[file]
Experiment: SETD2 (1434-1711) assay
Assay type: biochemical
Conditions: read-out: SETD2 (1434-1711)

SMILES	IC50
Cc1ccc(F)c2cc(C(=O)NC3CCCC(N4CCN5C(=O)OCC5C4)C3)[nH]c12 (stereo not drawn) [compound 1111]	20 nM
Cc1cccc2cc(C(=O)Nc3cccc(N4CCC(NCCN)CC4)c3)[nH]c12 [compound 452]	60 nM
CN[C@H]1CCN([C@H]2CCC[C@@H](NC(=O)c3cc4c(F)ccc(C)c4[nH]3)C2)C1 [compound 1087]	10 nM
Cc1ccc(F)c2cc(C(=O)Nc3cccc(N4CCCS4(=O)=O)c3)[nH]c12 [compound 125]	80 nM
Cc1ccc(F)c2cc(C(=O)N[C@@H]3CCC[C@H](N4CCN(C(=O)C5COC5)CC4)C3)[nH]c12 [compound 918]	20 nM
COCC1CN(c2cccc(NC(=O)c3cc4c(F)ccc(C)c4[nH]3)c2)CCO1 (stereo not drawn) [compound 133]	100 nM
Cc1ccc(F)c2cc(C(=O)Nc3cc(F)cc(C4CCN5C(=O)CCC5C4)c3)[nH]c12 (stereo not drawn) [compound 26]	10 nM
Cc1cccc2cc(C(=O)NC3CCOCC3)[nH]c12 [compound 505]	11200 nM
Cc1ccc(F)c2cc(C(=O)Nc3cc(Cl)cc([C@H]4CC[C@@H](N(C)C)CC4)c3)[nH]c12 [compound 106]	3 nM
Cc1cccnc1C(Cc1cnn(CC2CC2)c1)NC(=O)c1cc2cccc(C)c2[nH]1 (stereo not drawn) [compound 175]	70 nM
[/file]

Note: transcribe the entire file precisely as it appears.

Experiment: SETD2 (1434-1711) assay
Assay type: biochemical
Conditions: read-out: SETD2 (1434-1711)

SMILES	IC50
Cc1ccc(F)c2cc(C(=O)NC3CCCC(N4CCN5C(=O)OCC5C4)C3)[nH]c12 (stereo not drawn) [compound 1111]	20 nM
Cc1cccc2cc(C(=O)Nc3cccc(N4CCC(NCCN)CC4)c3)[nH]c12 [compound 452]	60 nM
CN[C@H]1CCN([C@H]2CCC[C@@H](NC(=O)c3cc4c(F)ccc(C)c4[nH]3)C2)C1 [compound 1087]	10 nM
Cc1ccc(F)c2cc(C(=O)Nc3cccc(N4CCCS4(=O)=O)c3)[nH]c12 [compound 125]	80 nM
Cc1ccc(F)c2cc(C(=O)N[C@@H]3CCC[C@H](N4CCN(C(=O)C5COC5)CC4)C3)[nH]c12 [compound 918]	20 nM
COCC1CN(c2cccc(NC(=O)c3cc4c(F)ccc(C)c4[nH]3)c2)CCO1 (stereo not drawn) [compound 133]	100 nM
Cc1ccc(F)c2cc(C(=O)Nc3cc(F)cc(C4CCN5C(=O)CCC5C4)c3)[nH]c12 (stereo not drawn) [compound 26]	10 nM
Cc1cccc2cc(C(=O)NC3CCOCC3)[nH]c12 [compound 505]	11200 nM
Cc1ccc(F)c2cc(C(=O)Nc3cc(Cl)cc([C@H]4CC[C@@H](N(C)C)CC4)c3)[nH]c12 [compound 106]	3 nM
Cc1cccnc1C(Cc1cnn(CC2CC2)c1)NC(=O)c1cc2cccc(C)c2[nH]1 (stereo not drawn) [compound 175]	70 nM